Do you remember the Bugatti Centodieci? It was first seen around these parts in 2019, a time before the pandemic, when overpriced supercars were barely remarkable. The Centodieci was going to be a few-off, limited to just ten examples, all starting around at least eight million euros. After almost three years, Bugatti finally said Monday that it was ready to enter production of the Centodieci. Bugatti will make ten total, all this year, and they will each start at eight million euros, or around $8.8 million.
I am struck, first off, that Bugatti didn’t take the delay as an excuse to raise the price, because if you were willing to pay eight million euros in 2019, you’re probably willing to pay nine or ten million in 2022. In any case, Bugatti says that, in the meantime, it has been busy testing the shit out of the car anyway, driving the car over 50,000 kilometers, or a little over 31,000 miles, at Porsche’s track in Nardò, Italy.
The Centodieci covers up to 1,200 kilometers each day, interrupted only by technical checks, refueling, and driver changes. Throughout the entire time, Bugatti’s engineers analyze the engine and vehicle data and make adjustments where necessary. “We assess every element on the vehicle one last time, paying particular attention to functionality and durability before the first Centodieci cars go into production,” explains Carl Heilenkötter – project manager responsible for one-off and few-off projects at Bugatti. All components must interact perfectly with one another and be capable of withstanding any kind of overloading. They must also harmonize in a stable and safe manner even when subjected to the most severe handling situations.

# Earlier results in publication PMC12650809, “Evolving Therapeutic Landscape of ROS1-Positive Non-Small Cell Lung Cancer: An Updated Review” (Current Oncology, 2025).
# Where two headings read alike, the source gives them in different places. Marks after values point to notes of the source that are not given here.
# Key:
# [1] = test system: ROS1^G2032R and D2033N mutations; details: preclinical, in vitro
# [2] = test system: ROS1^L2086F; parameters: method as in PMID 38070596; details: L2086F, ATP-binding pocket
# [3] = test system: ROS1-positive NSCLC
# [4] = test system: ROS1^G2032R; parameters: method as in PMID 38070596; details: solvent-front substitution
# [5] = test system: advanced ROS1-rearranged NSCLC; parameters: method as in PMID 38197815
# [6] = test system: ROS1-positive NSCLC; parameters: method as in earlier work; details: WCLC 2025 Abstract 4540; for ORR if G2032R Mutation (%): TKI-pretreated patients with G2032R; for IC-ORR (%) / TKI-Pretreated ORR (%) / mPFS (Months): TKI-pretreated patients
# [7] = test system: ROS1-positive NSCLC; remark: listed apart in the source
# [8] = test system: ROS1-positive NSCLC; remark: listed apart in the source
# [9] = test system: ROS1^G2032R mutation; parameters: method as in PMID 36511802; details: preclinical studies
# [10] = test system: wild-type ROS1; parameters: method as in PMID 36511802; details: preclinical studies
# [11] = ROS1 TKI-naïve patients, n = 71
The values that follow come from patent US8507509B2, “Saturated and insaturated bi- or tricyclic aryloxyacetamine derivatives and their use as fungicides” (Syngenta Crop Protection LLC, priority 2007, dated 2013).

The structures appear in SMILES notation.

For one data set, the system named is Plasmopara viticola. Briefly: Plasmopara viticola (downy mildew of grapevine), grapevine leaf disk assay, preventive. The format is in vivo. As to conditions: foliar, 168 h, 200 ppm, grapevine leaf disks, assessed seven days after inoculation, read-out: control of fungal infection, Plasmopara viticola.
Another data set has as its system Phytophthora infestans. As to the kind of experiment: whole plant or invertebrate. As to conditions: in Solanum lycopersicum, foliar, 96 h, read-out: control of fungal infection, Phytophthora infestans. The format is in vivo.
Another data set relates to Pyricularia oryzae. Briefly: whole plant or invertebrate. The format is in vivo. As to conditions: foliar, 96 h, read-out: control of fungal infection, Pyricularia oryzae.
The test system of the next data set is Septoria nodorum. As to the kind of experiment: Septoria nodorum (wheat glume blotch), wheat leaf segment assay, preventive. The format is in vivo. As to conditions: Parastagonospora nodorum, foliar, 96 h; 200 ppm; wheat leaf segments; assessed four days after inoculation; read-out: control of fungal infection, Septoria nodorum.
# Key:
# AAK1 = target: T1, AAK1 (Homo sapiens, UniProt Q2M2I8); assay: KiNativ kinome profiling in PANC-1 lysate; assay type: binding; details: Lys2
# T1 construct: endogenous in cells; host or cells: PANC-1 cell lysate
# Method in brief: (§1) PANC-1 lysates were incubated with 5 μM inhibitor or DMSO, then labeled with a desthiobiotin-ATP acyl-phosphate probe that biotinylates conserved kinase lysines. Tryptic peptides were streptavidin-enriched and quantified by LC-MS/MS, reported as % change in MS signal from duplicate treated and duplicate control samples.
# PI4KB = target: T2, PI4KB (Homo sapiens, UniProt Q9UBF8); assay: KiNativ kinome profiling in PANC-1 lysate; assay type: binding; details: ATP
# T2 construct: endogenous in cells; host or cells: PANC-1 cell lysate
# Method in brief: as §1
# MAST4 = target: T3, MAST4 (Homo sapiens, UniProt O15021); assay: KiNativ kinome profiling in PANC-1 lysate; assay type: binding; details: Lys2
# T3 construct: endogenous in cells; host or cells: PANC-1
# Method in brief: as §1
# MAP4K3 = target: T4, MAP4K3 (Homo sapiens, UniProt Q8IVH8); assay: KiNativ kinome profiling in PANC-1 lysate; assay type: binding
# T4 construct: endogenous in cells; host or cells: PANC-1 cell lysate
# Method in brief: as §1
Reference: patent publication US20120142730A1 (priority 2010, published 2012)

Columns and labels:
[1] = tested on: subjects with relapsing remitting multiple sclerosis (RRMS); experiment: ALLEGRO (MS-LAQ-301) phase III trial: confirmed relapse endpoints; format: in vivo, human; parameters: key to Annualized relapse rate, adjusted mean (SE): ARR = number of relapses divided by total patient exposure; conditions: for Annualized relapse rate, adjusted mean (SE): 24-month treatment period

“The Centodieci is deliberately driven to its limits in order to guarantee reliable handling at the highest level, even in extreme situations. Even though most cars never enter this range, it is nonetheless tested. This is the philosophy of the brand and that is why we put such a huge amount of effort into all this testing. Bugatti is committed to the highest quality standards, durability, and customer satisfaction,” says Carl Heilenkötter. The endurance tests in Nardò represent the final act of the extensive trials.
The car has an 8.0-liter W16, which Bugatti says makes 1,600 horsepower. It has permanent all-wheel drive, and a seven-speed direct-shift gearbox. Bugatti says the car weighs 44 pounds less than the Chiron, and can go from zero to 62 mph in 2.4 seconds, with a top speed electronically limited at 236 mph. It will be made by hand in Molsheim, France, and if you ever see one in the wild it will probably either be stuck in traffic in Monaco or at Pebble Beach. It must have been sick as hell to be one of the test drivers in Nardò, though, pushing a car to limits that even Bugatti acknowledges will probably never be seen again.